Age-specific incidence rates in females, rise steeply from around age 35-39, then decrease steeply from age 65-69 and decrease steadily from age 75-79. In males rates increase from age 35-39.The highest rates are in in the 65 to 69 age group for females and the 85 to 89 age group for males.

Incidence rates are significantly higher in females than males in a number of (mainly older) age groups.The gap is widest at age 45 to 49, when the age-specific incidence rate is 900 times higher in females than males.

Breast carcinoma in situ (D05), Average Number of New Cases per Year and Age-Specific Incidence Rates per 100,000 Population, UK, 2015-2017

For breast carcinoma in situ, most cases are identified through the breast screening programme. Incidence peaks first when routine screening starts at age 50, with a brief drop shortly after which reflects the diagnosis of prevalent cases at first-time screening. Incidence then falls rapidly when routine screening ends at age 70.

References

  1. Data were provided by the National Cancer Registration and Analysis Service (part of Public Health England), on request through the Office for Data Release, November 2019. Similar data can be found here: https://www.ons.gov.uk/peoplepopulationandcommunity/healthandsocialcare/conditionsanddiseases/bulletins/cancerregistrationstatisticsengland/previousReleases
  2. Data were provided by ISD Scotland on request, April 2019. Similar data can be found here: http://www.isdscotland.org/Health-Topics/Cancer/Publications.
  3. Data were provided by the Welsh Cancer Intelligence and Surveillance Unit, Health Intelligence Division, Public Health Wales on request, December 2019. Similar data can be found here: http://www.wcisu.wales.nhs.uk.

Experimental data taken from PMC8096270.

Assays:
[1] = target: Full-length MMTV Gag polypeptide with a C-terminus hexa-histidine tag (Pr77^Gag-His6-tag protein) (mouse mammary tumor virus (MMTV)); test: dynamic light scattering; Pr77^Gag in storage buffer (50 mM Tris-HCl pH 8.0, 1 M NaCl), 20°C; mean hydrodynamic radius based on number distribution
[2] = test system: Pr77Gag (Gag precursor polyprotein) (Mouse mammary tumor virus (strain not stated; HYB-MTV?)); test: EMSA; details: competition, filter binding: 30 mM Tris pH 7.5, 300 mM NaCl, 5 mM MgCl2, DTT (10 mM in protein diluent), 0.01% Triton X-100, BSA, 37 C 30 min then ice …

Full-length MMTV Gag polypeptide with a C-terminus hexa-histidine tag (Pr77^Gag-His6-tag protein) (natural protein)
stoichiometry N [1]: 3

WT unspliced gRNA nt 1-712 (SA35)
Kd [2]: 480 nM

4. Data were provided by the Northern Ireland Cancer Registry on request, May 2019. Similar data can be found here: http://www.qub.ac.uk/research-centres/nicr/.

About this data

Data is for UK, 2015-2017, D05.

Last reviewed:

Breast carcinoma in situ European age-standardised (AS) Open a glossary item incidence rates for females and males combined increased by 194% in the UK between 1993-1995 and 2015-2017.[1-4] The increase was larger in females than in males.

For females, breast carcinoma in situ AS incidence rates in the UK increased by 195% between 1993-1995 and 2015-2017. For males, breast carcinoma in situ AS incidence rates in the UK increased by 93% between 1993-1995 and 2015-2017.

Over the last decade in the UK (between 2005-2007 and 2015-2017), breast carcinoma in situ AS incidence rates for females and males combined increased by 33%.[1-4] In females AS incidence rates increased by 33%, and in males rates remained stable.

Breast Carcinoma In Situ (ICD-10 D05), European Age-Standardised Incidence Rates, UK, 1993-2017